Investigation of factors associated with manual wheelchair mobility in persons with spinal cord injury

Michelle L. Oyster, Amol M. Karmarkar, Mary Patrick, Mary Schmidt Read, Lori Nicolini, Michael L. Boninger

Research output: Contribution to journalArticlepeer-review

32 Scopus citations


Objective To quantify wheelchair mobility of persons with a spinal cord injury (SCI), and to assess the relationship between wheelchair mobility and demographics, type of manual wheelchair, and participation. Design Cross-sectional study. Setting Six Model Spinal Cord Injury Systems. Participants People (N=132) with SCI who use a manual wheelchair as their primary means of mobility. Interventions Not applicable. Main Outcome Measures Wheelchair-related mobility characteristics measured by a data-logging device, and community participation measured by the short form of the Craig Handicap Assessment Recording Technique (CHART). Results Age was found to be significantly (r=.225, P<.01) related to average speed traveled per day. Whites were found to travel significantly further (P<.01) and accumulate more minutes per day (P<.01) compared with minorities. Participants who were employed traveled significantly further (P<.01), faster (P<.01), and for more minutes per day (P<.01) compared with those who were not employed. A moderate relationship (r=.245.390) was found between wheelchair mobility data and CHART total score. Conclusions Results suggest a need for future investigation of the factors that influence wheelchair mobility and community participation of persons with SCI. Findings indicate the efficacy of a quantitative method to track wheelchair mobility in community settings, which could serve as a way of identifying community participation for persons with SCI and possibly uncovering additional aspects of participation.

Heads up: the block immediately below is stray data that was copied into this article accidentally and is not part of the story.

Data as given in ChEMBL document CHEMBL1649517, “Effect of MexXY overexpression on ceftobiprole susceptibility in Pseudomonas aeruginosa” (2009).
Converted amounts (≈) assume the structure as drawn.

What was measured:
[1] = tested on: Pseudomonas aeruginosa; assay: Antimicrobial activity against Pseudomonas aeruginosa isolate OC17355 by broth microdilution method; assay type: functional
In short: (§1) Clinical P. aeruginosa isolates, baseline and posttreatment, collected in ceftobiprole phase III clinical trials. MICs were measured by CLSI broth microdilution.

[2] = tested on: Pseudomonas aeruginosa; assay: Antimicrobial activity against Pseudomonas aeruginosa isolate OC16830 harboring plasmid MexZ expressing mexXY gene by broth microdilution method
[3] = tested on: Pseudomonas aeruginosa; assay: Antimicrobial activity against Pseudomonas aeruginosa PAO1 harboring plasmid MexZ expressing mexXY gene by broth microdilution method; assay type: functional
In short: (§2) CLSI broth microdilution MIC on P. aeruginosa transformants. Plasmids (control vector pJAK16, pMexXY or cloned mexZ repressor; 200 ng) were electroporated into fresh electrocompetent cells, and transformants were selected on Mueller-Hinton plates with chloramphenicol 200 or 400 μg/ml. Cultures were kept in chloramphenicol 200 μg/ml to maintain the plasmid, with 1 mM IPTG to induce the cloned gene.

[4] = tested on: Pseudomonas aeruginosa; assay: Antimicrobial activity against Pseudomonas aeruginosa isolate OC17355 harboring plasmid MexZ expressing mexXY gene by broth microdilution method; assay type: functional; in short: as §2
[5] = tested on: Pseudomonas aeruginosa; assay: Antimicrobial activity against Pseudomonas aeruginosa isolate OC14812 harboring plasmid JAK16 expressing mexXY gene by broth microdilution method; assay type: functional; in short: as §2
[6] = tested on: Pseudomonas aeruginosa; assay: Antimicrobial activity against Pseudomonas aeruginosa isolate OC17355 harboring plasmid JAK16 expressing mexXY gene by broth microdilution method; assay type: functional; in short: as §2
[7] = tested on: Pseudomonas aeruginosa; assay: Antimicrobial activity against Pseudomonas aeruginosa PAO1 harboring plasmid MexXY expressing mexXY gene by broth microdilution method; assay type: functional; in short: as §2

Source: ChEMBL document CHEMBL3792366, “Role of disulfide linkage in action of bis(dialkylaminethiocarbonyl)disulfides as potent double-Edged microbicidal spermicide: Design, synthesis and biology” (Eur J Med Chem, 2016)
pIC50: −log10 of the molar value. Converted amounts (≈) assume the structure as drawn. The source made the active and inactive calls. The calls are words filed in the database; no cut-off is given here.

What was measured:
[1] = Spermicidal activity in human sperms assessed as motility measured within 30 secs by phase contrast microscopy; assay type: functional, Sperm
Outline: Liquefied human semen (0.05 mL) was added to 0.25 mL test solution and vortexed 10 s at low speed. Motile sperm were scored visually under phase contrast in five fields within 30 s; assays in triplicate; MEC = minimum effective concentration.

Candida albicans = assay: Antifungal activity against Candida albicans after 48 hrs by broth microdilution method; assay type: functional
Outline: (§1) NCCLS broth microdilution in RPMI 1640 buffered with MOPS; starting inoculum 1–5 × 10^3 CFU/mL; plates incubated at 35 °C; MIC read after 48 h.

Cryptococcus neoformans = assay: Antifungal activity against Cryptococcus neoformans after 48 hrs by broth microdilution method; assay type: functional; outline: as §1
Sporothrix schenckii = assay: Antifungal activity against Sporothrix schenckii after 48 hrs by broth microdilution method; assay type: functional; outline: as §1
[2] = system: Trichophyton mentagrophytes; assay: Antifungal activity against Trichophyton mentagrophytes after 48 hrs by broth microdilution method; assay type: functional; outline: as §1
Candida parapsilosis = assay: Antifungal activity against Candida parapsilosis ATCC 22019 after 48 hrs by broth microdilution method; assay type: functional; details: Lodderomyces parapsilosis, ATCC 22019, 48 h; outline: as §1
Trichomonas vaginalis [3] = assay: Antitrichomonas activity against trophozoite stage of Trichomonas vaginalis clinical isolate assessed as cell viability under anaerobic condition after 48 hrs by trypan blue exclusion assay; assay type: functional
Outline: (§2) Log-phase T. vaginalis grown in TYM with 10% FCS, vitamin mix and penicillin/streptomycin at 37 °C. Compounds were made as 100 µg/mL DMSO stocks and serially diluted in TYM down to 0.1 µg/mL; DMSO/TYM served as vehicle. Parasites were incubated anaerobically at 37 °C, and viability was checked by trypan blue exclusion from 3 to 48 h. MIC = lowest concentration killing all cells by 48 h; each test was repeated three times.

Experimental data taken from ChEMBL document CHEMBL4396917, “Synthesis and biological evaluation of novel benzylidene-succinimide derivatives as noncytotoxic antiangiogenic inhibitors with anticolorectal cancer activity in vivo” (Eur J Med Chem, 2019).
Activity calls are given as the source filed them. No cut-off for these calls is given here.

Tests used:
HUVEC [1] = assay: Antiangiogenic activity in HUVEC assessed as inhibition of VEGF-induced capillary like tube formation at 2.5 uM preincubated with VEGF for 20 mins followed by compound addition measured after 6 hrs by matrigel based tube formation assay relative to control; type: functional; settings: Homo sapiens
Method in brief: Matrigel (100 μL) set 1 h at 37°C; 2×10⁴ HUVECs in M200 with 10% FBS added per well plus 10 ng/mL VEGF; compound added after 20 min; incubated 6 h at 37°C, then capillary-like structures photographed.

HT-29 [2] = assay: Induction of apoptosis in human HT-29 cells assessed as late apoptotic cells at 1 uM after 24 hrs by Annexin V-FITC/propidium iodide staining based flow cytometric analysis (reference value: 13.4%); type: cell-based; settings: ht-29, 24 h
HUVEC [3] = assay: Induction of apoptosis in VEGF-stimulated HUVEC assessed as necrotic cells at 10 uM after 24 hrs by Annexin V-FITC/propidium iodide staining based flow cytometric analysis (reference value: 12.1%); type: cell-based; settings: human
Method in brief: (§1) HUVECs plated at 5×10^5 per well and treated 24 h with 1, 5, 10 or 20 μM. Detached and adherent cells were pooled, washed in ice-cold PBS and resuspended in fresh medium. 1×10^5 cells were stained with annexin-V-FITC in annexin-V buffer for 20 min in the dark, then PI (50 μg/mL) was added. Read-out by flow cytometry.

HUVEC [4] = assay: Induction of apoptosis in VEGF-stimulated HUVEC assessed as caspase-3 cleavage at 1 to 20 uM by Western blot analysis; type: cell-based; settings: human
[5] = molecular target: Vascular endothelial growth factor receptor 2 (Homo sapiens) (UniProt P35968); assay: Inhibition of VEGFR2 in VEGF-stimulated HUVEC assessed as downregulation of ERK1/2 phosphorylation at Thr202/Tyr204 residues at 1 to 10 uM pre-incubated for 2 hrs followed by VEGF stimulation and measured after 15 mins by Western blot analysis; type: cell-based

Original languageEnglish (US)
Pages (from-to)484-490
Number of pages7
JournalArchives of Physical Medicine and Rehabilitation
Issue number3
StatePublished - Mar 2011


  • Community participation
  • Rehabilitation
  • Spinal cord injuries
  • Wheelchairs

ASJC Scopus subject areas

  • Physical Therapy, Sports Therapy and Rehabilitation
  • Rehabilitation


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